Next, the cafés were urban warm minimal-aesthetic. Bleached wood mismatched tables, benches, stools and simply painted walls with pride of place given to stacks of micro-roasted coffee beans and fridges of raw milk. And a curiously un-French selection of muffins and strange looking scones. Le look Anglo-Saxon.

And finally, beards were de rigeur for pretty much all customers and staff. In every place.

I began to feel an other-worldly sensation. It was very strange indeed: a portent of the future, a sort of retro-Edwardian look which might eventually appear as weirdly unsettling as Disney’s Discoveryland aesthetic of sulphurous yellow globe lights and oily-metal low-sheen patinas.

Funnily enough, when I came to pay in the final cafe on my list, I discovered the baristas were English. So it was probably all an Anglo-Saxon conspiracy anyway.

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Urban Navigation for Pedestrians

At 7.23 this morning as I was still fast asleep, Himself thought it would be fun to go and start the day with breakfast in town. Where did I think would be a good and open at 8.00? Despite my deep slumber, by 7.36 we had made a decision and were on our way out with the dog in tow.

On yet another interminably miserable damp grey morning, I was tempted out as much by the prospect of walking a new route home from the city centre as by the attraction of a nice coffee in the Victoria Quarter to start the day. VQ (not to be confused with brand VB although equally aspirational) is a delightful place to hang out at any time of day, marred only by the jarring aesthetic of Louis Vuitton practically rubbing shoulders with a new Poundland next-door-but-one.

Going home via Chapeltown Road in Leeds is my preferred driving route, but it’s not an obvious pedestrian course. First, it’s not especially direct when you see it from a bird perspective. More challengingly, it involves venturing across the Sheepscar interchange on leaving the city centre.

I can’t beat the description of the Wikipedia entry for Sheepscar which states Clay Pit Lane, effectively an urban motorway, runs through Sheepscar to the south, while Scott Hall Road makes up the eastern border. The area consists of complex road junctions, Penraevon Industrial Estate and a number of warehouses thanks to the impressive transport links attractive to haulage companies.

Put bluntly, navigating as a pedestrian across the .37 miles of the junction calls for the survival and orientation skills of Bear Grylls. And I’m not Bear Grylls, even on a sunny day.

I had a target point in the far distance to head towards, but the loopy combinations of pathways, cycle paths and carriageways overseen by a forest of traffic lights and pelican crossings had me zigzagging the terrain as though I were traversing a swamp infested with crocodiles. The dog gloomily trailed at my side, tight leashed and bored with stopping and starting every few seconds. I couldn’t blame her. I thought wistfully of at least three alternative more practical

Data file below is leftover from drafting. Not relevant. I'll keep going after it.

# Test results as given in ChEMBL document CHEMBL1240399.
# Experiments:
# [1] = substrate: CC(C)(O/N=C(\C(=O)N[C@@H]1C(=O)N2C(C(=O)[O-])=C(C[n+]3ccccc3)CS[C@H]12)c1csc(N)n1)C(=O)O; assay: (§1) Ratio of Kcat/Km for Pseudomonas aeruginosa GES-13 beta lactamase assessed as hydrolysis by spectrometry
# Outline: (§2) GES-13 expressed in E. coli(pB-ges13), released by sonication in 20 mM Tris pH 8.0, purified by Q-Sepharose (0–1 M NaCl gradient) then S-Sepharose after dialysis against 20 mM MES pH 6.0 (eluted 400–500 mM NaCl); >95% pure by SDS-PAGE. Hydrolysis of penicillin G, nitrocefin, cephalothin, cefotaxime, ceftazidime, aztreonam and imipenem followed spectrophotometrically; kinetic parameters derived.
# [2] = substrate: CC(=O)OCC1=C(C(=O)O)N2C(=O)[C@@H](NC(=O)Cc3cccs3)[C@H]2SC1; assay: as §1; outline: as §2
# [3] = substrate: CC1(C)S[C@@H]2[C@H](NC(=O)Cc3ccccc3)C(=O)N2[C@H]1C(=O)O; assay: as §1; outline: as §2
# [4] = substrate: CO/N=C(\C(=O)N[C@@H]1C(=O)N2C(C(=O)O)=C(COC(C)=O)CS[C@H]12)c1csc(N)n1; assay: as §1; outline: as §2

But it was with a degree of triumph I reached the other side. I marched along the Chapeltown Road with the demeanour of a 19th century explorer, and even the dog perked up. We had made it.

We had crossed Sheepscar.

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Lost (in Tesco)

I was watching an old George Clooney/Michelle Pfeiffer movie the other night about two single parents who get through a hellish day of work and childcare challenges using each other as temporary child minding services.

SPOILER (should you care in the slightest): He wanders nonchalantly through the streets of New York, not holding onto either child and not looking in every direction simultaneously and manages not to lose either bambino. Later, she answers her phone and loses his daughter.

Watching George Clooney navigate road crossings so carelessly reminded me how I never really got to trust Himself with not losing any or all of our four when they were small and out without me.

I hate to generalize, but I’m going to anyway. Men are just more relaxed when in charge of kids, or indeed groups of any sort, especially in superficially safe environments like the local supermarket or trekking through unmapped forest. Or maybe it’s just me and my neurotic parenting that meant I couldn’t walk anywhere without constant checks and head counts. Sometimes I would stop dead in the middle of a high street and shriek “Where’s x ?” And find myself tripping over x as we all screeched to a panicked halt. And we did once manage to leave Youngest Daughter somewhere accidentally, despite my paranoia.

It’s because men (yes, I’m stereotyping sorry) like to lead and assume that everyone else will follow and keep up. It’s an understandable assumption based on evolutionary survival skills; who wants to get lost from the pack in the middle of the forest?

But I know better. I know about distraction and daydreaming and following impulse and noses. And never mind four kids, Himself is quite capable even today of losing me in a supermarket.

I offer up Tesco this morning in evidence.

I paused for a split second to assess shampoo, and he was gone. Completely. In the manner of a scary opener to a horror thriller. At first I was calm, methodically combing the aisles. No sightings. Next I resorted to the family whistle. No return call. Next I tried his phone (four times) and mentally practiced gratitude skills by not leaving aggressive rude messages when it went to voicemail. Still nothing. I wondered how management would react to me requesting a lost wife call over the announcement system. Not well, I reflected.

At one point I thought I caught a glimpse of him scooting past Eggs. It proved a mirage.

In no time at all I’d moved to a series of increasingly improbable catastrophic scenarios to account for his absence.

In a state of panic, but recognizing I needed to calm down, I finally exited the tills and went to send some rude texts (I’d given up temporarily on practicing gratitude skills) and sit down to read my book.

Finally a phone groan. He was quite safe, at till 17.